The sum S of a list of n
numbers L_{1}, L_{2}, ... L_{n} is

S = L_{1} + L_{2} + ...
+ L_{n}

The average A of this list
is S/n or

A = (L_{1} + L_{2} +
... + L_{n})/n

The relationship between
these two values, sum S and average A, is described by

S = n*A

We usually think that the
sum S is more "basic", and that the average A is "derived"
from it. But this intuition can be misleading.

1. From
the computational point of view, algorithms for computing S and A are very
similar.

Computing a sum,

L_{1} → S;

For i = 2, n

S + L_{i} → S;

Computing an average,

L_{1} → A;

For i = 2, n

(1 -1/i)A + L_{i}/i → A;

As we see, we do not need
to know the value of S to compute A.

2. In applications,
averages are used more often than sums, and in many cases the values of A are
meaningful when values of S are not.

Consider three simple
examples,

(1) The average height A
of a group of people is a meaningful measure, but the sum S of their heights is
not.

(2) The average score S of
students on a test is measure that is often used, but the sum of their scores S
is not.

(3) The average monthly
temperatures T are often quoted. The sum S of temperatures measured during one
month is physically meaningless.

Notice that in all three
examples we did not mention n. In the first example n was the size of a group,
in the second example, the size of the student population, and in the third,
the number of measurements used in computing the average. This allows us to
formulate one conclusion: The average is
more useful than the sum because the average is not so dependent on the length
n of a list of numbers.

3. Estimating sums and
averages

Estimating averages is
easy. We only need to take a random sample of size k from the list of length n
and compute its average A'. How reliable
the estimate is depends on the probability that |A - A'| is "small". This probability doesn't depend on the length
n of the list, but on the size of the sample and the variance of the list,
which can also be estimated from the sample.

We do not have a better
method of estimating the sum S than estimating the average A', and using S' =
n*A' as an estimate of S.

So when we are estimating,
an estimate of the average comes first, and an estimate of the sum is computed
from it.

4. Averages of functions
and integrals of functions

Let's consider the
situation in which, instead of a list, we have a function f(x), where x ranges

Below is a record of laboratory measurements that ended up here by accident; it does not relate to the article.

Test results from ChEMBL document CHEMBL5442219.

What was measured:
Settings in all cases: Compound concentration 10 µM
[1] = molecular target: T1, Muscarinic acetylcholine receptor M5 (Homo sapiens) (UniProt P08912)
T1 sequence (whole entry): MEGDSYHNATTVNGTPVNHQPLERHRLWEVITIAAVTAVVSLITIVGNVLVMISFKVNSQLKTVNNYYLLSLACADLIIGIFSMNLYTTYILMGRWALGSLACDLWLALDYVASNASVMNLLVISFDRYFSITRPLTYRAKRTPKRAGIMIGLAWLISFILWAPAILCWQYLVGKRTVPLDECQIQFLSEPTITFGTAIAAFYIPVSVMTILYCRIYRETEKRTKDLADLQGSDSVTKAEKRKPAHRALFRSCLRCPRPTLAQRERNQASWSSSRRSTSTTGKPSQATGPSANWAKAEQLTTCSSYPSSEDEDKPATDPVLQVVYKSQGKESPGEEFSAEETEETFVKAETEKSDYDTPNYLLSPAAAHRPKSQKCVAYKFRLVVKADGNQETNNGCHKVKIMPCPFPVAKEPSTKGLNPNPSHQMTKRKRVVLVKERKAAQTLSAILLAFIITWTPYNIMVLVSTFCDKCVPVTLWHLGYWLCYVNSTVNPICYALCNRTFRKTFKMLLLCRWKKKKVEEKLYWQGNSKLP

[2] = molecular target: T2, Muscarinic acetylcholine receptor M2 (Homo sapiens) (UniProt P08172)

over an interval [a, b] of real numbers.

We cannot compute the sum
of the values of f, because x takes on infinitely many values. But we can estimate the average of f(x) by
taking a random sample of k numbers, x_{1}, x_{2}, ..., x_{k}, between a and b, and computing their
average, A' = (x_{1} + x_{2} + ... + x_{k})/k.

In most practical
situations we know something about the function f. For example, we may know that f is
continuous, or that f is increasing, or that f is a polynomial of some given
degree. Such information allows us to improve our estimate A' of the average by
constructing a "smart" sample instead of a random one. Instead of choosing x_{1},
...x_{k} randomly, we utilize our
knowledge about the function to get the most information from the sample.

It often happens that when
we increase k, the values A' "converge" (get closer and closer) to
some value A. This value A is the "true" average of the function f(x)
when x varies from a to b.

When we have the average A
of the function f(x), where x varies from a to b, we
can define the "sum" S of the function f(x) using the length of the
interval, b - a, of the variable x, instead of the length n of the list.

S = (b - a)*A

Mathematicians use the
word "integral" instead of "sum" in this context, but the
symbol for integral is just an elongated capital S. There are many techniques
to compute integrals, but it is good to know that

The integral of f(x) relative to x,
when x change from a to b,

is nothing else but

(The average of values of the function
f(x) when x changes from a to b) times (b - a)

Task.

Use fnInt to
compute values of integrals for some simple functions, Y1, for x between a and b. In each
case, compute random samples of various sizes k taken from the interval [a, b],
using

a + rand(k)*(b-a),

and compute the average of Y1 on the sample. Multiply the averages by B-A, and compare
these values to the value of the integral.

Programs:

fnInt(Y1,X,A,B) ENTER | Integral |

mean(Y1(A+rand(K)(B-A))) ENTER | Average (mean is under LIST MATH) |

mean(Y1(A+rand(K)(B-A)))/(B-A) ENTER | Average*(B-A) |

Example.

Subject: volume of a
sphere

The volume V of a sphere
with radius R is V =4/3*π*R^{3} = 4.188790205*R^{3}.

From the unit Volumes of
simple solids (B.1), we know that fnInt(Y1,X,-R,R) gives the volume of a sphere with radius R, when
Y1=π(R^{2}-X^{2}). But we want to find its approximate volume
using average.

We store -1 in A, 1 in B,
1 in R, and 500 in K, and use the formula for Average*(B-A) given above. In Y1,
we put

Y1=π(R^{2}-X^{2})

Now,

mean(Y1(A+rand(K)(B-A)))(B-A)

gives 4.280377221

4.278991177

4.211113664

(You won't get exactly
what I got!)

For R = 1, I got the
following results for three trials for each value K in the table.

K: | t_{1 } |
t_{2 } |
t_{3 } |

10 | 3.432127997 | 4.265872861 | 4.012707003 |

50 | 4.261826572 | 4.306862004 | 4.121034437 |

250 | 4.147011239 | 4.372769244 | 4.104467137 |

Calculus Index